It’s strange how protection measures can be used by fraudsters to steal money from decent bank or shop customers. But so it is: it’s easy now for a villain to start a fraud. Technological protection gets greater, but it’s the human factor that’s mostly hacked. Can we refuse being humans? No. Then we need better protection.
For securing transactions, Trustchain is the solution. Blockchain-inspired, this technology offers a database that has anonymized information about clients with their reputation linked to credentials.
The Problems to Solve with Trustchain
While popular sites attract many users which are willing to pay for goods or services and communicate with each other, there will be fraud. Fake sellers, dating crooks, phishing web pages, scam emails and stuff – they are hard to recognize for a naked human eye, even for an experienced one. That’s when a blockchain-powered database comes in.
For example, if you own a dating service, it can be home to scoundrels registering multiple accounts with random emails. But if they are using it from the same device, this will be recorded, and the accounts they created can be selected and suspended for that reason. The same suspicious picture can be noticed by marketplace administration, if various sellers use the same bank card. Trustchain is the blockchain-powered solution for rating users by crucial identifiers.
The base gets updated in real time, so new fraud attempts are documented as soon as they are identified as such. There are various access levels:
- personal (that only lets you see your credentials)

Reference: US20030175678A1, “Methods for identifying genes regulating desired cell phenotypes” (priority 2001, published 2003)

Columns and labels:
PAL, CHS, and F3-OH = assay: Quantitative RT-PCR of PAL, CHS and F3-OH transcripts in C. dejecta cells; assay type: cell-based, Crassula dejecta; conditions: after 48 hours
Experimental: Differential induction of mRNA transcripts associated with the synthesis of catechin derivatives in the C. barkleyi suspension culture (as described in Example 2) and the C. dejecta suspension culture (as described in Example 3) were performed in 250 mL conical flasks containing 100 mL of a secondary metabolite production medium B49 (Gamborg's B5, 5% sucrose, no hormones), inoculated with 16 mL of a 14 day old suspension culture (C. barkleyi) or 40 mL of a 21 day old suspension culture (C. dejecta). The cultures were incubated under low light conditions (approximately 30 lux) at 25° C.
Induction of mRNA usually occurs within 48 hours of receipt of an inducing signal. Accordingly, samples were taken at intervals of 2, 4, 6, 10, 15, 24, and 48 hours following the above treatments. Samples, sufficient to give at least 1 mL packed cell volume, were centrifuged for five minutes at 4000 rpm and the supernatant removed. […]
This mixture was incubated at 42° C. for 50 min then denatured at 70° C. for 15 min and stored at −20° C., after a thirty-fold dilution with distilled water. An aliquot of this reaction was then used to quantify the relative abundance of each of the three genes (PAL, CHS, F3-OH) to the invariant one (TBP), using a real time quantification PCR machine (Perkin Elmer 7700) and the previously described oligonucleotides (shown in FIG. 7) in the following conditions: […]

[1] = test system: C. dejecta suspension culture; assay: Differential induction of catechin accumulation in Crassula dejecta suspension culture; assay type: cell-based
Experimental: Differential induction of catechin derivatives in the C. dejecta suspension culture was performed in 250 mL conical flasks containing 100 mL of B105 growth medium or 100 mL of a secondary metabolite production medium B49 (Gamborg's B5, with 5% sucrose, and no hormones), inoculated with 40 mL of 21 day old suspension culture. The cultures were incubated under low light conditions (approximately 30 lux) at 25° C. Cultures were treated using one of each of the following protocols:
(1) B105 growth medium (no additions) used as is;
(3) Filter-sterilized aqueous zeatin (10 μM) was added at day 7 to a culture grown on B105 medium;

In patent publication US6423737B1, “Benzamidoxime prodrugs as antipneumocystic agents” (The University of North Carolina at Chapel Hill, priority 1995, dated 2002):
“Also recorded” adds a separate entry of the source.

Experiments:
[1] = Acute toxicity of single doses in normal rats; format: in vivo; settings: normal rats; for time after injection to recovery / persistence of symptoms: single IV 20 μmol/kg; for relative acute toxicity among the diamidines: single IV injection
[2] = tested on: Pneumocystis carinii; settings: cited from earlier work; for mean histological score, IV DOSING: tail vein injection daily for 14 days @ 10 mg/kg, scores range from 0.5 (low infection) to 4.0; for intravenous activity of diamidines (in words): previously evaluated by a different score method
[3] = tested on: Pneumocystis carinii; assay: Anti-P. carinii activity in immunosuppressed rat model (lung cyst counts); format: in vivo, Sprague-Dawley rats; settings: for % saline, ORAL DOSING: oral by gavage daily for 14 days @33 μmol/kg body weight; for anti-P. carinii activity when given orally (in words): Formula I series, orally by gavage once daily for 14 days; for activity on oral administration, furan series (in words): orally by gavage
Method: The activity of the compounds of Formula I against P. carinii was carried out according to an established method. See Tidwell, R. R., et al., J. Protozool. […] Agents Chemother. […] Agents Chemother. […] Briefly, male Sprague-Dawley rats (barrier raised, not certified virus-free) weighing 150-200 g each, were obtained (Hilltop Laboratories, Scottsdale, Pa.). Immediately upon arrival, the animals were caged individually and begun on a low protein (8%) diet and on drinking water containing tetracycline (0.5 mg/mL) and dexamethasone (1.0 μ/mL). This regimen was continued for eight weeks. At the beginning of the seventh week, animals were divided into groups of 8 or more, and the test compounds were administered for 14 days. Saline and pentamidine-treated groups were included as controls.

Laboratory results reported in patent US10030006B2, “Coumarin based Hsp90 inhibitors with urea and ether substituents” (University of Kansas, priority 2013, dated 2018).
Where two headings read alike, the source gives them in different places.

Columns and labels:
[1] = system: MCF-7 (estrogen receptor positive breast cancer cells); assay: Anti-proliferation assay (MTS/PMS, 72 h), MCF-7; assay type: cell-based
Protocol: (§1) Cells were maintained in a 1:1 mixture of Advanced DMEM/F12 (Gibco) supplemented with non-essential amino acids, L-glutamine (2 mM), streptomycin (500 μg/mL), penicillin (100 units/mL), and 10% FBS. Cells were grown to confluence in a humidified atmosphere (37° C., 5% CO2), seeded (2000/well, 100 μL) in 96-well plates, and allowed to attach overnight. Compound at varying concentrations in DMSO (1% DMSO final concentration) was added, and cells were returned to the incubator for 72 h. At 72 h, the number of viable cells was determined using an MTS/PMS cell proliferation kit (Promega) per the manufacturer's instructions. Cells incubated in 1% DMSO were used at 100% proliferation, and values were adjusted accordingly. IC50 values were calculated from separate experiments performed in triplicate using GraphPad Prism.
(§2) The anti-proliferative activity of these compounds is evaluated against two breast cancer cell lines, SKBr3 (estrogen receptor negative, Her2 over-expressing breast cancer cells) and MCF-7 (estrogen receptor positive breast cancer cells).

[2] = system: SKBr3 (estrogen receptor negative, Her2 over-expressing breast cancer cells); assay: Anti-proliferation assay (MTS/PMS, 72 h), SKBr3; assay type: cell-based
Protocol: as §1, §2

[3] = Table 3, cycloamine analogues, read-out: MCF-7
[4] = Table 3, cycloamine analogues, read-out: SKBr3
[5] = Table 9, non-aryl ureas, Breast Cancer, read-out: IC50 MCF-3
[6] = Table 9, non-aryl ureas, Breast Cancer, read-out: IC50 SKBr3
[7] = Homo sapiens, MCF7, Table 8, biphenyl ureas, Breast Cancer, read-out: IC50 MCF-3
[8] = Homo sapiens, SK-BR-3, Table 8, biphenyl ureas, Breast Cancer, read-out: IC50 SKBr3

- industry (only shows industry-specific data, say, collected within online gambling or dating)
- global (provides all the reputation data collected)
Armed with these tools, you can prevent fraud on your site and keep your reputation clean. That’s the way security goes crowd. Even given that, no third party can access Trusthain bases and edit them.
The principle under the Trustchain idea is that users themselves can report their findings to the database, after recognizing fraud attempts or encountering suspicious activity by some entities. Any identifier thus gets rated, influencing the user’s reputation. Identifiers include:
- Email domain
- Person ID
- Device ID
- System account ID
- Entity ID
- Device fingerprint
While each of these identifiers is rated separately, in combination, they can form an image of a decent user or a criminal.
If you are an online store or a bank owner, you can connect Trustchain to your user identification system. If some credentials are recognized as dangerous, you receive alerts on the fly. The more identifiers are recognized as risky, the higher the probability of fraud is.
What About Privacy?
The idea of Trustchain implies that various identifiers of the same person or entity are not linked to each other. Given this approach and an encryption system, a Trustchain user cannot link, say, an email to a fingerprint or an IBAN number, or extract it from the database to use openly.
As each identifier has its own reputation rate, it’s easy to choose those using, say, suspicious email domains in suspicious quantities, or multiple users with the same IBAN, or multiple accounts created from the same device. You can tell a hacked account on social media if the device ID is suddenly changed, and so did the frequency and the lexicon of messages. No need to link them to each other within the database: it’s done by the customer.
Trustchain complies with directives like GDPR, KYC, AML, and others. This grants security of the system that is as well secured from hacking as a blockchain system should.
Who Do You Trust?
Have you ever had any experience with trustchain systems? Do you consider them reliable? Can’t they be socially hacked with a flashmob or a bot attack? Or misused by their own administration? Share your opinion in a comment below, or bring it to your Facebook or Twitter to discuss with friends. We feel antifraud is the thing to pay attention to.